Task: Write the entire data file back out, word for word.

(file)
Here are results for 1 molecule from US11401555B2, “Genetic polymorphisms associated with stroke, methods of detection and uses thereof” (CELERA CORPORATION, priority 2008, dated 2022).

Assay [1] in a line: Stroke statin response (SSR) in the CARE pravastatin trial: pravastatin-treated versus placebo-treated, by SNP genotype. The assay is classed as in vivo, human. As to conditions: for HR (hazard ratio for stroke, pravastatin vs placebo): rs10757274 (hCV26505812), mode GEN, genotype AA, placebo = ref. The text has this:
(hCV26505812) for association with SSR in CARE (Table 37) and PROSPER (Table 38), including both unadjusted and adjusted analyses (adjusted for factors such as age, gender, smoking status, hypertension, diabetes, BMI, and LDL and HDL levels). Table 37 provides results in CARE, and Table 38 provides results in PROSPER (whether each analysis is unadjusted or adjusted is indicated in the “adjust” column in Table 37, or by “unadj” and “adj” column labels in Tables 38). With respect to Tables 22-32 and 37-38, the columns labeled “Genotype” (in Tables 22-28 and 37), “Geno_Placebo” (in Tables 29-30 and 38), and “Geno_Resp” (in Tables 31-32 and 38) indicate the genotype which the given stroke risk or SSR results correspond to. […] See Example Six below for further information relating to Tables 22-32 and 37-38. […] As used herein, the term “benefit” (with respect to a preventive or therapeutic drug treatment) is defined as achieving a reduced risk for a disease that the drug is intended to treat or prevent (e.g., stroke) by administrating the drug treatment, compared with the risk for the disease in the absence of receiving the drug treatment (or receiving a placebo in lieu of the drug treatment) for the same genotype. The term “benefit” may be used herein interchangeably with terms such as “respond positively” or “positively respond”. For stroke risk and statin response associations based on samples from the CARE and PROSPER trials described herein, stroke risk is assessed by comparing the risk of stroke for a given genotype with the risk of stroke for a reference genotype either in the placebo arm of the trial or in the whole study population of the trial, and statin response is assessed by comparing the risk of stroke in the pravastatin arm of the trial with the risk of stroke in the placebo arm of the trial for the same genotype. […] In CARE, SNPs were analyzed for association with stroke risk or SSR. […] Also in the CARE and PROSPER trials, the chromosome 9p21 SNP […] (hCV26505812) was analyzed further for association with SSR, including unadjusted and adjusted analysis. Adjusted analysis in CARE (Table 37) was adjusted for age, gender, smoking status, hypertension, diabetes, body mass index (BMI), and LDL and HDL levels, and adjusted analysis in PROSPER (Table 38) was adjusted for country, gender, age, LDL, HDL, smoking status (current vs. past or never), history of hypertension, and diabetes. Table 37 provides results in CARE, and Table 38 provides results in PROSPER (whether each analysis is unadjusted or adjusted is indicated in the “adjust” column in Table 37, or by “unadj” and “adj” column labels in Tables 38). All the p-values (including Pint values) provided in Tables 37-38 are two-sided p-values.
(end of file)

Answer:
Here are results for 1 molecule from US11401555B2, “Genetic polymorphisms associated with stroke, methods of detection and uses thereof” (CELERA CORPORATION, priority 2008, dated 2022).

Assay [1] in a line: Stroke statin response (SSR) in the CARE pravastatin trial: pravastatin-treated versus placebo-treated, by SNP genotype. The assay is classed as in vivo, human. As to conditions: for HR (hazard ratio for stroke, pravastatin vs placebo): rs10757274 (hCV26505812), mode GEN, genotype AA, placebo = ref. The text has this:
(hCV26505812) for association with SSR in CARE (Table 37) and PROSPER (Table 38), including both unadjusted and adjusted analyses (adjusted for factors such as age, gender, smoking status, hypertension, diabetes, BMI, and LDL and HDL levels). Table 37 provides results in CARE, and Table 38 provides results in PROSPER (whether each analysis is unadjusted or adjusted is indicated in the “adjust” column in Table 37, or by “unadj” and “adj” column labels in Tables 38). With respect to Tables 22-32 and 37-38, the columns labeled “Genotype” (in Tables 22-28 and 37), “Geno_Placebo” (in Tables 29-30 and 38), and “Geno_Resp” (in Tables 31-32 and 38) indicate the genotype which the given stroke risk or SSR results correspond to. […] See Example Six below for further information relating to Tables 22-32 and 37-38. […] As used herein, the term “benefit” (with respect to a preventive or therapeutic drug treatment) is defined as achieving a reduced risk for a disease that the drug is intended to treat or prevent (e.g., stroke) by administrating the drug treatment, compared with the risk for the disease in the absence of receiving the drug treatment (or receiving a placebo in lieu of the drug treatment) for the same genotype. The term “benefit” may be used herein interchangeably with terms such as “respond positively” or “positively respond”. For stroke risk and statin response associations based on samples from the CARE and PROSPER trials described herein, stroke risk is assessed by comparing the risk of stroke for a given genotype with the risk of stroke for a reference genotype either in the placebo arm of the trial or in the whole study population of the trial, and statin response is assessed by comparing the risk of stroke in the pravastatin arm of the trial with the risk of stroke in the placebo arm of the trial for the same genotype. […] In CARE, SNPs were analyzed for association with stroke risk or SSR. […] Also in the CARE and PROSPER trials, the chromosome 9p21 SNP […] (hCV26505812) was analyzed further for association with SSR, including unadjusted and adjusted analysis. Adjusted analysis in CARE (Table 37) was adjusted for age, gender, smoking status, hypertension, diabetes, body mass index (BMI), and LDL and HDL levels, and adjusted analysis in PROSPER (Table 38) was adjusted for country, gender, age, LDL, HDL, smoking status (current vs. past or never), history of hypertension, and diabetes. Table 37 provides results in CARE, and Table 38 provides results in PROSPER (whether each analysis is unadjusted or adjusted is indicated in the “adjust” column in Table 37, or by “unadj” and “adj” column labels in Tables 38). All the p-values (including Pint values) provided in Tables 37-38 are two-sided p-values.